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The GFM "Bridging The Gap" Year-End Countdown

Intro: Last week we had our first installment of our "Bridging The Gap" series. This week I'm delving into pretty well charted waters. In fact, in some instances you could say I'm selling out and going strictly commercial. Yes every now and then I descend from my lofty music hipster perch and...ok, who am I kidding, but the point remains that this post is more about my curiosity as to why some of these songs for better or worse won't go away.

The only real nugget of discovery that I could potentially be offering up this week is the long held opinion that I have regarding the fact that every generation has a few entertainers whose sole mission is to make music that appeals to the widest possible audience. [Sidebar: I think that particular phenomenon has increased exponentially in the last decade due to a couple of factors, but I digress...that's an entirely separate blog post.] This mission is accomplished through association with any type of pop culture be it an A-List actress or a Saturday morning cartoon type character.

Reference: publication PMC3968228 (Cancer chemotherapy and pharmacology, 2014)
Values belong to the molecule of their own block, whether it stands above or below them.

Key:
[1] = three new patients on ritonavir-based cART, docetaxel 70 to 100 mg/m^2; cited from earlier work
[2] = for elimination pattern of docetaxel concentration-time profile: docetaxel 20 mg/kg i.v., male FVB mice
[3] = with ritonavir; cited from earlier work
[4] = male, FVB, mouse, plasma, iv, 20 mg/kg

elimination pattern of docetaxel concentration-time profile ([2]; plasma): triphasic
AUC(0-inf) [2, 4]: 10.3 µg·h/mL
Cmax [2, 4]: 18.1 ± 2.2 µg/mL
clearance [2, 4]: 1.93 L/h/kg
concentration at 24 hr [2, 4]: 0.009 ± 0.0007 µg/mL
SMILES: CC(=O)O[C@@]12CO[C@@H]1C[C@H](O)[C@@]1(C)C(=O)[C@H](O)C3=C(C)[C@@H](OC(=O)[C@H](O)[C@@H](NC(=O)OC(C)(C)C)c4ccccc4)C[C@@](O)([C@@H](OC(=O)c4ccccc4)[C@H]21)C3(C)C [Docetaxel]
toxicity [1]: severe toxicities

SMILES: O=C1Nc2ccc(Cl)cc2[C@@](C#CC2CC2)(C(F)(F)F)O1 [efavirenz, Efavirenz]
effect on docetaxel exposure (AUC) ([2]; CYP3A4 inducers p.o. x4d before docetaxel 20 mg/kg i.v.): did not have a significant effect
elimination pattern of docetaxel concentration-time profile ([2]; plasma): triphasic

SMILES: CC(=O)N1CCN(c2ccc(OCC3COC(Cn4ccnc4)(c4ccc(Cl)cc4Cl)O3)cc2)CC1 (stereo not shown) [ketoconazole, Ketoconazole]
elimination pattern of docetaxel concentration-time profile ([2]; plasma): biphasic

This week's topic: Get Your Groove On
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Usher "Papers" vs. Marvin "Here, My Dear"-The Main Event

This post is a special edition of our "Bridging the Gap Matchup Series".


Every generation has its musical heroes and sheroes and as fans we often support the "home team" even through a "rebuilding season". If an artist is fortunate enough to last beyond a couple of albums and carve out a body of work that spans almost two decades, you can best believe that some material of a very personal nature that chronicles the strife that is concomitant to life will be created.

When this phenomenon occurs: Art imitating life and life imitating art, we find a wide range of reaction from the audience as we should because art should be provocative. But what moves a piece of music from the generic casting of "art" into the realm of "great art"? How do we qualify or even quantify "great"? Is it possible? When we make statements about what we believe to be great how much bias do we bring to the table based on our love of nostalgia? These are some of the issues I would like for us to consider as we ring the bell for the "Main Event".

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